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Degree: Economics (Bachelors) - Durham University
I'm Alex, a Durham University graduate, with a 2:1 honours in Economics.
I tutor Economics at all levels, specialising in, but not limited to, the AQA Economics A-Level qualification.
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|Economics||A Level||£30 /hr|
|Economics||Bachelors Degree||2:1 honours|
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Helen (Student) April 20 2016
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A tax imposed on a good will affect the supply curve of that good, since it artificially increases the cost of manfacturing that good. Therefore, the supply curve will shift left. This will push the price up. We need to determine how much of that price increase will be felt by the consumer and how much will be "absorbed" by the supplier.
We can determine this by looking at the demand curve:
The burden of the tax depends overall on the elasticity of the demand curve. The more inelastic the demand curve, the more of the tax will be borne by the consumer.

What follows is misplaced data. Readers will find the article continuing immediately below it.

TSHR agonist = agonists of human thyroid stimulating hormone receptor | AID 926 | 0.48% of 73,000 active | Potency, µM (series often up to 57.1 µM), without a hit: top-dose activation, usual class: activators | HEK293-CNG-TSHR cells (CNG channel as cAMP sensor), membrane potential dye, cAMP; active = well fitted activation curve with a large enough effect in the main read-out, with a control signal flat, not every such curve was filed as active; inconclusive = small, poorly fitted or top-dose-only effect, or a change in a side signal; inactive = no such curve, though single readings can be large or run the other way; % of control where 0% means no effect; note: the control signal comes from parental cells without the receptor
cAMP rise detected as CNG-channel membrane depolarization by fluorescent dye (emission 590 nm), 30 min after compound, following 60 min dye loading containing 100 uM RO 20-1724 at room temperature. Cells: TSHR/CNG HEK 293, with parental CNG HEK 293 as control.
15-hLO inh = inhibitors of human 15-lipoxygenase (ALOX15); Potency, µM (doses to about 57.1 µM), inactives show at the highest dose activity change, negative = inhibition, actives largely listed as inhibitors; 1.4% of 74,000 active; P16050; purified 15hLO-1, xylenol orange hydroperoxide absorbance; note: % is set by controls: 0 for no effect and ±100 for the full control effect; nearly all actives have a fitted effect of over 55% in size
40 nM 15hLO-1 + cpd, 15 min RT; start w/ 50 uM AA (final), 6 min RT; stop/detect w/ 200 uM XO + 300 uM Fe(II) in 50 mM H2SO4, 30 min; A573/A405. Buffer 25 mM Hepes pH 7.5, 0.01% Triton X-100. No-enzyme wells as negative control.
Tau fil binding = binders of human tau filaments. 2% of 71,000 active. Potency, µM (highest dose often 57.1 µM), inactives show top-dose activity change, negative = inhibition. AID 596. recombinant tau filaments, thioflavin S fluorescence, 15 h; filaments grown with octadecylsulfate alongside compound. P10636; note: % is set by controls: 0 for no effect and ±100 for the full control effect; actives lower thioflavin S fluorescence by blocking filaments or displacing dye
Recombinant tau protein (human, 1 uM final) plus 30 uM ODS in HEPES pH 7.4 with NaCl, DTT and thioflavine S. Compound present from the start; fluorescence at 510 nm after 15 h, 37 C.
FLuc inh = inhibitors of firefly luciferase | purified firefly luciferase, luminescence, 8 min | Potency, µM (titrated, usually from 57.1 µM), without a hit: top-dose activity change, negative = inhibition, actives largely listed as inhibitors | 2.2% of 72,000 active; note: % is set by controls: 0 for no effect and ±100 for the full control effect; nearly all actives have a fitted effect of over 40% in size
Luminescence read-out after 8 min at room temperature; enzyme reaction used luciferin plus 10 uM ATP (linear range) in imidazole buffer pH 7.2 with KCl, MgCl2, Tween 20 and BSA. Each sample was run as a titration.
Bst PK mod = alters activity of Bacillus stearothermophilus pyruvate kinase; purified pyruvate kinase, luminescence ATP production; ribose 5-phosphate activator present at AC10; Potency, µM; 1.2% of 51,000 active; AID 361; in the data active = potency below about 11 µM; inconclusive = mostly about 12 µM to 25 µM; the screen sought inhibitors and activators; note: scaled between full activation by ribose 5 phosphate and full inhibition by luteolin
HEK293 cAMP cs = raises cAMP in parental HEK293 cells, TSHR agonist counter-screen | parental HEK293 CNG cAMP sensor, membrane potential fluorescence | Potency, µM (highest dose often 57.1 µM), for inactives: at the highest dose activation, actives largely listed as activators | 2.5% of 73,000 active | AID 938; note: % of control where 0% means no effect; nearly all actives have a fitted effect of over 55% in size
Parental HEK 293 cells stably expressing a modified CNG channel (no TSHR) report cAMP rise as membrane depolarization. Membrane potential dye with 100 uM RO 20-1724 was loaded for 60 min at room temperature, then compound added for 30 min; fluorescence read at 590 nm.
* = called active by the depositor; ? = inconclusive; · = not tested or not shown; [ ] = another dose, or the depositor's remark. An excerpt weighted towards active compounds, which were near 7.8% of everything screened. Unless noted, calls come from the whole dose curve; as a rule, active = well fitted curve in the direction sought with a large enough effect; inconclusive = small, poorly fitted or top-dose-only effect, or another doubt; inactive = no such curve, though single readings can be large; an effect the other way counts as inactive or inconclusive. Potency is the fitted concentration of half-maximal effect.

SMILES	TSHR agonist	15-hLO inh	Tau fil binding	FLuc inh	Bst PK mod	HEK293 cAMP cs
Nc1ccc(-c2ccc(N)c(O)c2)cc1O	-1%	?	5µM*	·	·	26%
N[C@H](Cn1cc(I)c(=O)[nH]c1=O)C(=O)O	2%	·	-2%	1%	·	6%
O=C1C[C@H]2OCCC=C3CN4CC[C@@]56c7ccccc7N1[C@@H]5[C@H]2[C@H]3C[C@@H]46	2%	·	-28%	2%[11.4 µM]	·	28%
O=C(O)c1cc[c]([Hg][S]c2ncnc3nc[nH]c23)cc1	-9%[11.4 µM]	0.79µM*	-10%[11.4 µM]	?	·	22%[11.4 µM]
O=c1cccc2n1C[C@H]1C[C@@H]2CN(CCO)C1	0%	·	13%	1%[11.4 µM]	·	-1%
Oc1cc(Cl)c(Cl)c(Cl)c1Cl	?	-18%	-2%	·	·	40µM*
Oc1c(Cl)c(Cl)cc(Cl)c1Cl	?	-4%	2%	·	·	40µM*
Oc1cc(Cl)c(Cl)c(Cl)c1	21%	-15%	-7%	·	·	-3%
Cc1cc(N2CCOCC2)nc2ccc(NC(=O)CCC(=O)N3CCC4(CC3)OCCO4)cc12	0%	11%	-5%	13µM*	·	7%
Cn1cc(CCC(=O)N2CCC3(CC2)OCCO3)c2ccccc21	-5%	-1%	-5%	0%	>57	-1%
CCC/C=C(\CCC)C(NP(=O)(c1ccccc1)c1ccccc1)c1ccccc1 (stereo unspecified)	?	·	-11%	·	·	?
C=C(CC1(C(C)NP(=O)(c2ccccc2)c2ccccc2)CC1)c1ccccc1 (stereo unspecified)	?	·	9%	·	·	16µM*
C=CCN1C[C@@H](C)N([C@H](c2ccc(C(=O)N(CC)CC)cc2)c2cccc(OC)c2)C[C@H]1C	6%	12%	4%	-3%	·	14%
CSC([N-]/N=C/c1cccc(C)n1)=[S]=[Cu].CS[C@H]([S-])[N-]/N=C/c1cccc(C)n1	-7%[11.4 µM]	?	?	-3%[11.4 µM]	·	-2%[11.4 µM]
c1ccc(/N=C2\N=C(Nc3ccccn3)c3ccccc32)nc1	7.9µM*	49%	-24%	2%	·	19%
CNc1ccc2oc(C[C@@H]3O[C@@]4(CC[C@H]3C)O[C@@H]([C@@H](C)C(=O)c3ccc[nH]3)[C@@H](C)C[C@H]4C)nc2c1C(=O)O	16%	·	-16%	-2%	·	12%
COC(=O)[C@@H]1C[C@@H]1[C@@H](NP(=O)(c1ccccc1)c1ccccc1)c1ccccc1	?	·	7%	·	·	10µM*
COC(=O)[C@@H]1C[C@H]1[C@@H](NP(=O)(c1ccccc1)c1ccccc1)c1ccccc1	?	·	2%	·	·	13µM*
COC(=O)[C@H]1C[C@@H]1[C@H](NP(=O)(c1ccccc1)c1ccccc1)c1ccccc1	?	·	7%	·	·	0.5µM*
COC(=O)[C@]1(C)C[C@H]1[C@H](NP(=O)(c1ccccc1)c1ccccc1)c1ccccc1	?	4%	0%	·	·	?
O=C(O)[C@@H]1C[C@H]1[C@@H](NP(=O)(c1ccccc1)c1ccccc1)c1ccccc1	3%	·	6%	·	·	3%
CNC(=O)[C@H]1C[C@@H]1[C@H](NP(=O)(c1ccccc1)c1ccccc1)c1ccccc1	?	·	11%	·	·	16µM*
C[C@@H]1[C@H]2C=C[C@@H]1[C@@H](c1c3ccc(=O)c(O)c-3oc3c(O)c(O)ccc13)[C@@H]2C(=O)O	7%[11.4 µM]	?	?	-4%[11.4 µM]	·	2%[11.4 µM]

This is intuitive; remember that an inelastic good is one which the consumer is largely indifferent to price changes - they will continue to purchase their chosen quantity of the good, despite price changes. A tax is a form of price change.
(Diagrams from Tutor2U)
The price increase is borne by consumers and the rest of the tax (the gap between the supply curves) is borne by the producer.
For an elastic good, i.e. a good with quite a flat demand curve, we can see that the resulting consumer price: P1 to P2 is much smaller than the tax. Thus, the producer has absorbed a lot of the tax. It's worth noting that the fall in demand is still quite large.
For an inelastic good, the consumer price change is much larger: P1-P2.